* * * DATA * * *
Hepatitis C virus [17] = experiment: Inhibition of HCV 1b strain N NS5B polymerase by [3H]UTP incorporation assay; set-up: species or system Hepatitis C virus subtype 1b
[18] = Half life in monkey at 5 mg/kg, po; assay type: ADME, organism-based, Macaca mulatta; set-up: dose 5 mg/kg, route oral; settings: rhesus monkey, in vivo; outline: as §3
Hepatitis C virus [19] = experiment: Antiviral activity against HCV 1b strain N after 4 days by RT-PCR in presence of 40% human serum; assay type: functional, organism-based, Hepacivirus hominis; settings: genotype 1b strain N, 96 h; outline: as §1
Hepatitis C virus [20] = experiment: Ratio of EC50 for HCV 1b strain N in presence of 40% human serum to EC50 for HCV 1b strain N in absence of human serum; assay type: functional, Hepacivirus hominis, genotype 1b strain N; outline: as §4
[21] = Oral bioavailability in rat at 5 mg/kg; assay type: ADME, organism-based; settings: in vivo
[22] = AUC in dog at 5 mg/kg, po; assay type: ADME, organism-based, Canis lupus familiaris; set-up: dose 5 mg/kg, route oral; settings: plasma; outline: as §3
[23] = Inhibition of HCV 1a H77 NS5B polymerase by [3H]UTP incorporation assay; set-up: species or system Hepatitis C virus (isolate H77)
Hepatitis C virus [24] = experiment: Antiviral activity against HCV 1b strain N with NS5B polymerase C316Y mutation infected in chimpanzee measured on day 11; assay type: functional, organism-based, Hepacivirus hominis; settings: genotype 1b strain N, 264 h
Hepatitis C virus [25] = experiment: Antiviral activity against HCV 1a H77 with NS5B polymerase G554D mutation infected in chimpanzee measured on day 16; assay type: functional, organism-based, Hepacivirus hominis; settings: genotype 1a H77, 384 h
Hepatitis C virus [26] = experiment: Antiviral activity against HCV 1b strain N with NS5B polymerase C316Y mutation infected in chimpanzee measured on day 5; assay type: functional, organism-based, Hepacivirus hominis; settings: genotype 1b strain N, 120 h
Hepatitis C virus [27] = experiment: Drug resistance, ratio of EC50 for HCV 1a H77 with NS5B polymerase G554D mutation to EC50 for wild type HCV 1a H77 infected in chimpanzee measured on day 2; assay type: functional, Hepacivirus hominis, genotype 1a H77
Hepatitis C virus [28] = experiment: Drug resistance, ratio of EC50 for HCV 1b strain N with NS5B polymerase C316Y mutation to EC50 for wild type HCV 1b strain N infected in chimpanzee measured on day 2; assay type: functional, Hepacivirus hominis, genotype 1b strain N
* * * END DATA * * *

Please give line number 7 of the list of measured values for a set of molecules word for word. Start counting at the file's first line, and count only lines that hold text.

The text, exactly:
[23] = Inhibition of HCV 1a H77 NS5B polymerase by [3H]UTP incorporation assay; set-up: species or system Hepatitis C virus (isolate H77)